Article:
McMillan’s Codex #11 By C.T. McMillan
David Cage: The Would-Be Spielberg Part 3
Videogames take after movies for story and gameplay. Developer Hideo Kojima understands the need for a separation between the mediums and uses film for storytelling outside of gameplay.
David Cage of Quantic Dream, however, has sought to combine them. His three games are styled after the point-and-click genre where players navigate environments to initiate instances of action or conversation. Cage is so confident in his work he refers to them as “movies,” wants them to be judged as such, and he is going to get his wish.
When I started writing online I began as a film critic. With 80+ reviews under my belt I will treat Cage’s games as movies and review each one in a format similar to my critiques.
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Beyond: Two Souls (2013)
Born with strange powers, Jodie has become the subject of government agencies that want to use her as a weapon. For as long as she can remember she has never been alone, haunted by Aiden, an invisible entity and source of her power. The two grow up together as a chaotic world takes Jodie from one stage of her life to the next.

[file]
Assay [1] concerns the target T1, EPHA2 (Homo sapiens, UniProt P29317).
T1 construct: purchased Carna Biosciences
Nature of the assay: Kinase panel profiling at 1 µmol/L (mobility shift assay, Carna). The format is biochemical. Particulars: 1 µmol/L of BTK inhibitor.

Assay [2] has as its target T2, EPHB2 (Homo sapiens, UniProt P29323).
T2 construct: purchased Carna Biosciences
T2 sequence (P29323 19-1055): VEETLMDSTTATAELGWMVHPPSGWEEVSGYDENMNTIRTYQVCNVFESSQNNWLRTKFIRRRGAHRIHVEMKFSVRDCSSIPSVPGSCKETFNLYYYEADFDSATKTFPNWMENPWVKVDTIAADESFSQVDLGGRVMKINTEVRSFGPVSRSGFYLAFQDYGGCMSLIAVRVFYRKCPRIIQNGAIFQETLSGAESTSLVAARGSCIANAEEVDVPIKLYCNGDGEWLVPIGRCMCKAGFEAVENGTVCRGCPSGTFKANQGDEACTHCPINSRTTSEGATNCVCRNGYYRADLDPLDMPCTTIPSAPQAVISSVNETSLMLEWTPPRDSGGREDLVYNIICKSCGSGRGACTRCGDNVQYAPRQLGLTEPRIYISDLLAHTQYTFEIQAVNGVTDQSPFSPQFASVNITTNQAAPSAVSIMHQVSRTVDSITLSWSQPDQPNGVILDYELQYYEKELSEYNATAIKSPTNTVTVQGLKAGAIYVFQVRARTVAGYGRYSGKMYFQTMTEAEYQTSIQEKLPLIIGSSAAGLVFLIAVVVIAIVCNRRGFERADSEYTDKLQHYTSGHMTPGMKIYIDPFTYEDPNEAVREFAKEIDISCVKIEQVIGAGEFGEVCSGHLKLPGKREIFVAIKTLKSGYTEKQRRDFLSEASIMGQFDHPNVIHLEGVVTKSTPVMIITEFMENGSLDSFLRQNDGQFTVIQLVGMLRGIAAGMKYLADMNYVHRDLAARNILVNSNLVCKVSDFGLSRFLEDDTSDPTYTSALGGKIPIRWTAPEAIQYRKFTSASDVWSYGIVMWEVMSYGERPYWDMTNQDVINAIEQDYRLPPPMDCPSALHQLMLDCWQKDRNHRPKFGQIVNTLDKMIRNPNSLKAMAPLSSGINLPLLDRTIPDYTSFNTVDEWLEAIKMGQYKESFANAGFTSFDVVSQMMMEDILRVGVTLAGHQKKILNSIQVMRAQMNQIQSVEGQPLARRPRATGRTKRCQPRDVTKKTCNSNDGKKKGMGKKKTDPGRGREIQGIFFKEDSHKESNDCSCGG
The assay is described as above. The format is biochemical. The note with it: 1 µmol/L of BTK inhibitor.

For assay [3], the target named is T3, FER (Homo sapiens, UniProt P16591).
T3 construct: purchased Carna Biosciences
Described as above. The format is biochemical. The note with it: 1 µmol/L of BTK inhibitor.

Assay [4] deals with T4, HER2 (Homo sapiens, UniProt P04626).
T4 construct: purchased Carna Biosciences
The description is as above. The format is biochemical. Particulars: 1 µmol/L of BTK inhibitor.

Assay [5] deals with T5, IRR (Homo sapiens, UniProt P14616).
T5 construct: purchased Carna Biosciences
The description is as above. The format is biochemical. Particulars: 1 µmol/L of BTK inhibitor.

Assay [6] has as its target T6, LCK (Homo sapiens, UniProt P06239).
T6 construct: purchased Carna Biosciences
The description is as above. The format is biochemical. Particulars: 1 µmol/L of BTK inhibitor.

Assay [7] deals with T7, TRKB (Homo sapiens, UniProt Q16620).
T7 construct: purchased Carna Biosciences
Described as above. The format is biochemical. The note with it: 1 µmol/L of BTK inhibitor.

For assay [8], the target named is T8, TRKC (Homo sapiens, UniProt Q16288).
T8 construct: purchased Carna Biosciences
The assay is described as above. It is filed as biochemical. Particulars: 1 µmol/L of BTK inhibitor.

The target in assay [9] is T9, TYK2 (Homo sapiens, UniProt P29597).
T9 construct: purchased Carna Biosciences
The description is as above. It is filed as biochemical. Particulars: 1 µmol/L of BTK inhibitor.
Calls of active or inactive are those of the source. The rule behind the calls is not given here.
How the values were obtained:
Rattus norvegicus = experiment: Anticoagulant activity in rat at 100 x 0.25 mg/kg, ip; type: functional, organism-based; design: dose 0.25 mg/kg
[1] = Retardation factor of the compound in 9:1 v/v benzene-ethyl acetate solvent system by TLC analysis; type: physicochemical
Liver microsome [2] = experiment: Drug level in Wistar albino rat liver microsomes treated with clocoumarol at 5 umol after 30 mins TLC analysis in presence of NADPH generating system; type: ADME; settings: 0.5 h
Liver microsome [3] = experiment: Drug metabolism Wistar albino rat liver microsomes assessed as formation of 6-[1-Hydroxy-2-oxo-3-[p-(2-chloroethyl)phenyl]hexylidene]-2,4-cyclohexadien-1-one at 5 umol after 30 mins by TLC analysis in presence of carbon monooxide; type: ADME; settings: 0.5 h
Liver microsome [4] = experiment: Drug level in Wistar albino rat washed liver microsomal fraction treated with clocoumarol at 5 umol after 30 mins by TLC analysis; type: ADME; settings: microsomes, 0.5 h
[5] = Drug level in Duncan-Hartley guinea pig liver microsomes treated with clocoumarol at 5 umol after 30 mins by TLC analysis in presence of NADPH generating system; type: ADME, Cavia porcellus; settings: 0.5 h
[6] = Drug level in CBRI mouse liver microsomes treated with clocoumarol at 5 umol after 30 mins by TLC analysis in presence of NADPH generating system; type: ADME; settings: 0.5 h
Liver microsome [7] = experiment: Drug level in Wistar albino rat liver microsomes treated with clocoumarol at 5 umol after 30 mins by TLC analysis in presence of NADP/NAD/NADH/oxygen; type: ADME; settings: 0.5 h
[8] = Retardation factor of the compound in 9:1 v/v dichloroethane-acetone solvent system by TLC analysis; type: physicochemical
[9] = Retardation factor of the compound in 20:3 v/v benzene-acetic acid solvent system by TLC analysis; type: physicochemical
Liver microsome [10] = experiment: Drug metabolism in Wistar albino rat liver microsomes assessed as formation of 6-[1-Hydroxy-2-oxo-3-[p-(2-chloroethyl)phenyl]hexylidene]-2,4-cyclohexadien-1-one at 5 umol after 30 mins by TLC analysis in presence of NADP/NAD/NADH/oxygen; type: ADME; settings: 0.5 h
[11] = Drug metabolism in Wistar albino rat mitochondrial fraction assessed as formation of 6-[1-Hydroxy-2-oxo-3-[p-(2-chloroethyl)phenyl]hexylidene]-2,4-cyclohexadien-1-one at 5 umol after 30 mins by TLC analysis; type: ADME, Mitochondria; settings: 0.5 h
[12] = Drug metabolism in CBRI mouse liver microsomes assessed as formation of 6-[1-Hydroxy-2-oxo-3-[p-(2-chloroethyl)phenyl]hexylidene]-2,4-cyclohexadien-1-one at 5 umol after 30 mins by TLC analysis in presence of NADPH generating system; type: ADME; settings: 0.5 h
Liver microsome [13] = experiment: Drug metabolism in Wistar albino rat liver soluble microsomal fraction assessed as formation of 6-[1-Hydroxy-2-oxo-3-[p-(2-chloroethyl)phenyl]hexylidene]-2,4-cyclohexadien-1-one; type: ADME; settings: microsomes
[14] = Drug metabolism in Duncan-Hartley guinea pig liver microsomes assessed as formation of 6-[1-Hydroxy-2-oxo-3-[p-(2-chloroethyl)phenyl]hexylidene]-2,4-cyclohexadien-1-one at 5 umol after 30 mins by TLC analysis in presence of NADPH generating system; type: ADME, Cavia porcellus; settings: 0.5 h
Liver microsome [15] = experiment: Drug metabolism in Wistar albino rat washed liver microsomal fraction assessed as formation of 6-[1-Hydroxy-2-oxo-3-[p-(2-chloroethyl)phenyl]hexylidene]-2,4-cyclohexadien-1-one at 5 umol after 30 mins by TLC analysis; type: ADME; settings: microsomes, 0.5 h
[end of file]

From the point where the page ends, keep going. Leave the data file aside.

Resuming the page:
If Indigo Prophecy is a mess, then Beyond: Two Souls (BTS) is a landfill. While the former was made of disparate elements that did not work with each other unless you turned your brain off, the latter is singula,r yet rendered incoherent through editing. What should have been a straightforward story about a girl and a ghost is told like a road map of Stockholm.
BTS’s structure is what happens when a writer attempts to tell a nonlinear story like Memento without knowing a thing about why or how it is supposed to work. Having no understanding of story structure is bad enough, but you cannot split your story into pieces and reassemble them out of order without a purpose. BTS gives no reason why it is told nonlinear while viewing or upon completion. Even the chapter labeled “Prologue” is at the tale end. Like Terrance Malick, Cage took a complete story and deliberately reshuffled the chapters. But where Malick edits out whole performances and character arcs, Cage thought it would be cool and original to tell his story out of order for no reason, resulting in confusion and disorientation. He had such confidence in his work it was previewed at the Tribeca Film Festival in 2013.
Assembled in order BTS is one of Cage’s better stories, told in a biographical fashion similar to Of Human Bondage if it were less torturous to get through. It begins with Jodie’s early childhood, showing her home life with Aiden and her parents. After discovery of her powers they give her over to a paranormal research branch of the government. There the story truly begins as Jodie grows up under the watchful eye of scientists, becomes a CIA agent, and strikes out on her own to discover where she comes from.